The Song

No milk for my routine once again (April, 10). God is sovereign over all, especially the milk supply. I stop at daylight to grab some chocolate milk and kolaches, settle into my office to violate my normal routine of going straight into my quite time, reasoning that I need my energy and focus to be full upon the word of God. So I eat my nutritious breakfast and read some blogs (funny, I read few blogs until I started writing one). First stop desiring GOD and I read this – interesting!

So I click the link to read more of the story here – amazing!

Finally I go to the original source to get the long version – deeply convicting!

I live this way too often.

You live this way too often.


There is a Song playing, one that we were meant to be:

Swept up in

Captivated by

Left in awe of

We should dance to it, sing to it, rejoice in it, and fear our senses growing numb to it as they often do to our favorite song. Don’t you hate how the most amazing songs grow old? What song do you wish you could hear again for the first time?

“With or Without You”?

“I Will Not Be Silent/Make a Joyful Noise”?

“What You Want”?


There is no song like this Song. We were made to adore and worship beauty. No one should briskly breeze by the Grand Canyon without reflection. No one should fail to dance to the King’s Song.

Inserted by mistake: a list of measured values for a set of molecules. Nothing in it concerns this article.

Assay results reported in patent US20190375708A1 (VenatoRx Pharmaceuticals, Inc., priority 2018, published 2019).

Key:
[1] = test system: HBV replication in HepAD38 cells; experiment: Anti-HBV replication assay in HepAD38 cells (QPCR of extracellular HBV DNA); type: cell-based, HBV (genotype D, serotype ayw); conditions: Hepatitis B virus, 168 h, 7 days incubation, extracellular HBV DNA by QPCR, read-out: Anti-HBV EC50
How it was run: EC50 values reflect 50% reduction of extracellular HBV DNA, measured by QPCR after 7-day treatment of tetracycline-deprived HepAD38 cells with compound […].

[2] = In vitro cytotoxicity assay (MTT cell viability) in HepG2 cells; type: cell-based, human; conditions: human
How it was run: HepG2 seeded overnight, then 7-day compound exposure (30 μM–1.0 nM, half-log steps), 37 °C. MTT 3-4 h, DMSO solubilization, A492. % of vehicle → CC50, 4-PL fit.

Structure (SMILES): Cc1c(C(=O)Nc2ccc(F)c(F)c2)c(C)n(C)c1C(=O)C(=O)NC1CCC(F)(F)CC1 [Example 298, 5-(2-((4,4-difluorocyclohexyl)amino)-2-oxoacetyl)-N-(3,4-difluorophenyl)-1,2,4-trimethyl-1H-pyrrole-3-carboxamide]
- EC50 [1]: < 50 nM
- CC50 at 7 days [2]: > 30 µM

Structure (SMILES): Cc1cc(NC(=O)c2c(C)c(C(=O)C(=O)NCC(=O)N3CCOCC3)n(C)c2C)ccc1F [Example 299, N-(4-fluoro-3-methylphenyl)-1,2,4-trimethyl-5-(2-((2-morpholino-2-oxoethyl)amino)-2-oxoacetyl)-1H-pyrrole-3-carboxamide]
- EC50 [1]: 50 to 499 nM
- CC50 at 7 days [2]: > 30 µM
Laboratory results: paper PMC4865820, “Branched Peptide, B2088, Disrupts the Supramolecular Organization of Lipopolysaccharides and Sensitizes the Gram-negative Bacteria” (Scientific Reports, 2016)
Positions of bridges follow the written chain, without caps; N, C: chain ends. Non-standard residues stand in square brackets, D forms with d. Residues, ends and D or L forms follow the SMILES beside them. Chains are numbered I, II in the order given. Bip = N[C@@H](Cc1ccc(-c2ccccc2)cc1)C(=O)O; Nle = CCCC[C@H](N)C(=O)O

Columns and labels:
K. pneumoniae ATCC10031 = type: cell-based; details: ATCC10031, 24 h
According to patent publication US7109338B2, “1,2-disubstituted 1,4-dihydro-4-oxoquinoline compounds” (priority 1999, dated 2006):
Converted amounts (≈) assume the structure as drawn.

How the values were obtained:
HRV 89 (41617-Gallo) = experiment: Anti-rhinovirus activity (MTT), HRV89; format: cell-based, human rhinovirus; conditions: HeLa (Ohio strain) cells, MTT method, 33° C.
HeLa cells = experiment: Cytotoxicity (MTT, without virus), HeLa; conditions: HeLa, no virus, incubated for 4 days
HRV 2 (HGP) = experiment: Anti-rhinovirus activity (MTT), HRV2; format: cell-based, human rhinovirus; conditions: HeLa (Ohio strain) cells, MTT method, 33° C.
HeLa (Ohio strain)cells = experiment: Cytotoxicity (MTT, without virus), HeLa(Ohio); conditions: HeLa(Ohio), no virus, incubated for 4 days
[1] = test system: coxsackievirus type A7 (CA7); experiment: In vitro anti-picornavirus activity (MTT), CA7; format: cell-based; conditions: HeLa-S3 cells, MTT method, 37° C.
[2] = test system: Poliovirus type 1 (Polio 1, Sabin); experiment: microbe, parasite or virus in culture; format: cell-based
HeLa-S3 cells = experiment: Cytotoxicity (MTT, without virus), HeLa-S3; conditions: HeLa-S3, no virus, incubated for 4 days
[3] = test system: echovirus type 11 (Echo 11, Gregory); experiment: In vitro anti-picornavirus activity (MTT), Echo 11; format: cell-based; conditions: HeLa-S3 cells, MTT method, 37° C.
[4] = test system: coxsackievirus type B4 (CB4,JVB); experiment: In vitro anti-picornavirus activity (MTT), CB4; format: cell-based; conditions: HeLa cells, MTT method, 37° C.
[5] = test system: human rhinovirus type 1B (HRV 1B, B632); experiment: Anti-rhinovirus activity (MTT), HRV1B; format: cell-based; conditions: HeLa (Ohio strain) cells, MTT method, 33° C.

This fits so perfectly with what we are going to talk about at the yoke next week.

Come; get swept up into the rhythm.

3 thoughts on “The Song”

  1. I have been studying alot lately on the effect of pop music and the entertainment industry on music within the church. I really just wanted to see why such poor theologically weak songs are the most popular in young churches today. I think this article gets down to the bottom of it. In Christian Popular music, rarely is there beauty. It sometimes seems that songs are only written to gain wealth or fame. I wonder sometimes if God is offended by the LACK of beauty we offer Him.Peace jd


  2. JD,I think you should reconsider what the purpose of music is in general and how exactly we can judge it. You seem to suggest that music should strive to reach some objective ideal of beauty. Show me what this standard is against which you disparage pop music. When you think of a piece of music as beautiful, are you not merely reacting to what you personally think is beautiful? As Kant suggests in his Critique of Judgment, when we judge music, or any art for that matter, we judge it based on our own subjective ideas of beauty and then proceed to assume that others ought to have the exact same judgment we do. Is that not what you are doing here? Can you really pin down what God thinks is beautiful independent from your own personal subjective biases? Additionally, can we even assume that beauty is the goal of art? I don’t claim to have any of these answers, but it is an interesting topic to think about.


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